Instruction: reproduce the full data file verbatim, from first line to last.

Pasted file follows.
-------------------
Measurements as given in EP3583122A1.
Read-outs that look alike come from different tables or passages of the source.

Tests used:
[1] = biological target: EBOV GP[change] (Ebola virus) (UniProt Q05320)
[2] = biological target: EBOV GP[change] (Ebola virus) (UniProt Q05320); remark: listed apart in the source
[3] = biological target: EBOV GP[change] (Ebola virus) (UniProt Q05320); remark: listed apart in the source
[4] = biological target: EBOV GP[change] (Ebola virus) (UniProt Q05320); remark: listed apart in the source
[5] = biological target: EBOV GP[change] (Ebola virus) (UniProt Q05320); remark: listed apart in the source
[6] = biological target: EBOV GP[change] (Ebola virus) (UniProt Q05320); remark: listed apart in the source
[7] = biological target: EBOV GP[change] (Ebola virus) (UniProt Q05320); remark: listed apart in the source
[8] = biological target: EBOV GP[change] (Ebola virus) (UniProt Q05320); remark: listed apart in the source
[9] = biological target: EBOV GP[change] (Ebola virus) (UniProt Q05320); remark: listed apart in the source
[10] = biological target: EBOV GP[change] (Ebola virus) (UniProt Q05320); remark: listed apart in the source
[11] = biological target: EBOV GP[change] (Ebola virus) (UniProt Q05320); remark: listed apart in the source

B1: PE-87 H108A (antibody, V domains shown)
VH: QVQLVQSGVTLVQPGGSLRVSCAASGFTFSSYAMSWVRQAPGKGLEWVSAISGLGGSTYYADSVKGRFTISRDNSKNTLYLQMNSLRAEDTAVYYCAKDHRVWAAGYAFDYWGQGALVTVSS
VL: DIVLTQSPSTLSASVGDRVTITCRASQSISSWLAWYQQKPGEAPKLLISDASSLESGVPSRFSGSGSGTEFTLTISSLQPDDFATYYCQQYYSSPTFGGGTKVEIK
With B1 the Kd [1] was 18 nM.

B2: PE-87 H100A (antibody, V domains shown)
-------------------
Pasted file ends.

Measurements as given in EP3583122A1.
Read-outs that look alike come from different tables or passages of the source.

Tests used:
[1] = biological target: EBOV GP[change] (Ebola virus) (UniProt Q05320)
[2] = biological target: EBOV GP[change] (Ebola virus) (UniProt Q05320); remark: listed apart in the source
[3] = biological target: EBOV GP[change] (Ebola virus) (UniProt Q05320); remark: listed apart in the source
[4] = biological target: EBOV GP[change] (Ebola virus) (UniProt Q05320); remark: listed apart in the source
[5] = biological target: EBOV GP[change] (Ebola virus) (UniProt Q05320); remark: listed apart in the source
[6] = biological target: EBOV GP[change] (Ebola virus) (UniProt Q05320); remark: listed apart in the source
[7] = biological target: EBOV GP[change] (Ebola virus) (UniProt Q05320); remark: listed apart in the source
[8] = biological target: EBOV GP[change] (Ebola virus) (UniProt Q05320); remark: listed apart in the source
[9] = biological target: EBOV GP[change] (Ebola virus) (UniProt Q05320); remark: listed apart in the source
[10] = biological target: EBOV GP[change] (Ebola virus) (UniProt Q05320); remark: listed apart in the source
[11] = biological target: EBOV GP[change] (Ebola virus) (UniProt Q05320); remark: listed apart in the source

B1: PE-87 H108A (antibody, V domains shown)
VH: QVQLVQSGVTLVQPGGSLRVSCAASGFTFSSYAMSWVRQAPGKGLEWVSAISGLGGSTYYADSVKGRFTISRDNSKNTLYLQMNSLRAEDTAVYYCAKDHRVWAAGYAFDYWGQGALVTVSS
VL: DIVLTQSPSTLSASVGDRVTITCRASQSISSWLAWYQQKPGEAPKLLISDASSLESGVPSRFSGSGSGTEFTLTISSLQPDDFATYYCQQYYSSPTFGGGTKVEIK
With B1 the Kd [1] was 18 nM.

B2: PE-87 H100A (antibody, V domains shown)